To assess the safety and efficacy of self-expanding metallic stents (SEMS) placement for the relief of malignant colorectal obstruction in comparison to surgical procedures through a systematic review of the literature.
Conventional therapies for relieving colorectal obstructions caused by cancer have high rates of morbidity and mortality, particularly when performed under emergency conditions, and palliative procedures resulting in colostomy creation can be a burden for patients and caregivers.
A systematic search strategy was used to retrieve relevant studies. Inclusion of papers was established through application of a predetermined protocol, independent assessment by 2 reviewers, and a final consensus decision. Eighty-eight articles, 15 of which were comparative, formed the evidence base for this review.
Little high-level evidence was available. However, the data suggested that SEMS placement was safe and effective in overcoming left-sided malignant colorectal obstructions, regardless of the indication for stent placement or the etiology of the obstruction. Additionally, SEMS placement had positive outcomes when compared with surgery, including overall shorter hospital stays, and a lower rate of serious adverse events. Postoperative mortality appeared comparable between the 2 interventions. Combining SEMS placement with elective surgery also appeared safer and more effective than emergency surgery, with higher rates of primary anastomosis, lower rates of colostomy, shorter hospital stays, and lower overall complication rates.
Stenting appears to be a safe and effective addition to the armamentarium of treatment options for colorectal obstructions. However, the small sample sizes of the included studies limited the validity of the findings of this review. The results of additional comparative studies currently being undertaken will add to the certainty of the conclusions that can be drawn.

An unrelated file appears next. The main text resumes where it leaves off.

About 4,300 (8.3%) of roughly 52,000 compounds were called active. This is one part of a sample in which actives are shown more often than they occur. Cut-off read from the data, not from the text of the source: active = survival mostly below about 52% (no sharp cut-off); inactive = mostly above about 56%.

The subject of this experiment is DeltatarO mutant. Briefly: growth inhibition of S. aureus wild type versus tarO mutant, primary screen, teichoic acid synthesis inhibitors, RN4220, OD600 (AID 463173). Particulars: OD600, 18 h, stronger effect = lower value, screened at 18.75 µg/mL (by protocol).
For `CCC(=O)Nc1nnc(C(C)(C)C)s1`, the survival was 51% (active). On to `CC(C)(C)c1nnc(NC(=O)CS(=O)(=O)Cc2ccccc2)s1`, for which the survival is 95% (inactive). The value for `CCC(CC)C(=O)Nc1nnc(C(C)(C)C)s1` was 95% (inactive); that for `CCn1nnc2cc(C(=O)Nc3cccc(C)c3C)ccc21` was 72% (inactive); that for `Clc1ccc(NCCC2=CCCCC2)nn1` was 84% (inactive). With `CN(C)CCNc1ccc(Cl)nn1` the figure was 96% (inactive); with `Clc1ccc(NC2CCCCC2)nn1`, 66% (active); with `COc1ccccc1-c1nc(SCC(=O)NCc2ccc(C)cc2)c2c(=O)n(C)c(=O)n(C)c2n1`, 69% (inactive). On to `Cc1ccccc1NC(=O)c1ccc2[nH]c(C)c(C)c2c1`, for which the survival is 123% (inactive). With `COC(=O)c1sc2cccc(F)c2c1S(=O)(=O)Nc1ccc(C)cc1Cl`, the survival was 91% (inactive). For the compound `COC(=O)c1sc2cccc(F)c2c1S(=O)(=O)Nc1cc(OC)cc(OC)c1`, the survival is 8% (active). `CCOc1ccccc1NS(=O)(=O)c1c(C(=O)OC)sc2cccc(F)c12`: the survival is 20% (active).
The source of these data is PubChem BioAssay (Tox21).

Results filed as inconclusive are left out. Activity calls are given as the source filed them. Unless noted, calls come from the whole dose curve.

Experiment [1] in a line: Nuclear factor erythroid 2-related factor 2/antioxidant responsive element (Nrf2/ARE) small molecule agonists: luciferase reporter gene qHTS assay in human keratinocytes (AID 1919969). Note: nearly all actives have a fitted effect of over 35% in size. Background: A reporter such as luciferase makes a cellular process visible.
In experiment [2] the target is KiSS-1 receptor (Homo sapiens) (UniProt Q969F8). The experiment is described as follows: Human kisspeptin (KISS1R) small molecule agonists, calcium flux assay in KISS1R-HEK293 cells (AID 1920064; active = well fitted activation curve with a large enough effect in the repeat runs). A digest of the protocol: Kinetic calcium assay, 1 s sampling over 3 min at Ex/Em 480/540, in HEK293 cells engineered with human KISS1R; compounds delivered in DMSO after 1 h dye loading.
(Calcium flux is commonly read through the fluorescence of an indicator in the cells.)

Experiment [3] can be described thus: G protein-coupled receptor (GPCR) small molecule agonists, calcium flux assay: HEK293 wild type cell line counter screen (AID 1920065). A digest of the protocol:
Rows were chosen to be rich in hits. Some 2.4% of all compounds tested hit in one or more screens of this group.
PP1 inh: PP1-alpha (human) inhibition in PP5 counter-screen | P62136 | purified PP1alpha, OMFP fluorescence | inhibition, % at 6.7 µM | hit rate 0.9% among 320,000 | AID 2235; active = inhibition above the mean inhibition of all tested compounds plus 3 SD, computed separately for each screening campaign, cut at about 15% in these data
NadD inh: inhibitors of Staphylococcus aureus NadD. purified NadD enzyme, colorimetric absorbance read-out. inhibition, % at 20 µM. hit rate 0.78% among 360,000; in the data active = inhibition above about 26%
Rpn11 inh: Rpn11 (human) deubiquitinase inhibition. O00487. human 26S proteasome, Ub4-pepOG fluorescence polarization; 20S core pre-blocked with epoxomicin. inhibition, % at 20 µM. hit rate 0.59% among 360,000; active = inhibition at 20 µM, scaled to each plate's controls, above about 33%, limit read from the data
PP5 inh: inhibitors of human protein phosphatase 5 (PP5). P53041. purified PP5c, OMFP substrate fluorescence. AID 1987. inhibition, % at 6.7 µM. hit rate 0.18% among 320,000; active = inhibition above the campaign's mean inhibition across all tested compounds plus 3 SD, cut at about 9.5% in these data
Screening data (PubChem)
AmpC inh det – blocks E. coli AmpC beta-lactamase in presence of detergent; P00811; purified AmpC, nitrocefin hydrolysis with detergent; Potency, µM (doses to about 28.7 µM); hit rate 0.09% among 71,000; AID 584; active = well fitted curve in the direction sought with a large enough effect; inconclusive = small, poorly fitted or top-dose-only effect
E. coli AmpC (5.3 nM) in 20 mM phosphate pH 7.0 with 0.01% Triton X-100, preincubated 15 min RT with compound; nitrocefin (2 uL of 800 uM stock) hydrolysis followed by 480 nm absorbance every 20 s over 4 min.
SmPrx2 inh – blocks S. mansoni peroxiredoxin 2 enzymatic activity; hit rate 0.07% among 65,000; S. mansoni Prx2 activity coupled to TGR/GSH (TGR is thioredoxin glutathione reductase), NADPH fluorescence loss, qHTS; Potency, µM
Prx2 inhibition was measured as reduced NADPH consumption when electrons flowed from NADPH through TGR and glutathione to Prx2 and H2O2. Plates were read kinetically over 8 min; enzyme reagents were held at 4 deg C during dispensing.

This article reviews the safety and efficacy of self-expanding metallic stents (SEMS)for the treatment of malignant colorectal obstruction, both as a stand-alone procedure and in comparison to surgical procedures. Results from the included studies indicate that SEMS are safe and effective and suggest advantages for SEMS over surgery. However, more evidence of a higher quality is required before definitive conclusions can be reached.
From the *ASERNIP-S, Royal Australasian College of Surgeons, Adelaide, South Australia, Australia; †Western Hospital, Footscray, Victoria, Australia; ‡Department of Surgery, Queen Elizabeth Hospital, Woodville South, South Australia, Australia; §Colorectal Surgical Unit, Royal Adelaide Hospital, Adelaide, South Australia, Australia; and ∥Department of Surgery, University of Adelaide, Adelaide, South Australia, Australia.
The ASERNIP-S project is funded by the Australian Government Department of Health and Ageing.
The full Australian Safety and Efficacy Register of New Interventional Procedures–Surgical (ASERNIP-S) systematic review of this procedure with data extraction tables can be found at the ASERNIP-S Web site: www.surgeons.org/asernip-s/.
Reprints: Guy J. Maddern, PhD, FRACS, PO Box 553, Stepney SA 5069, Australia. E-mail: firstname.lastname@example.org.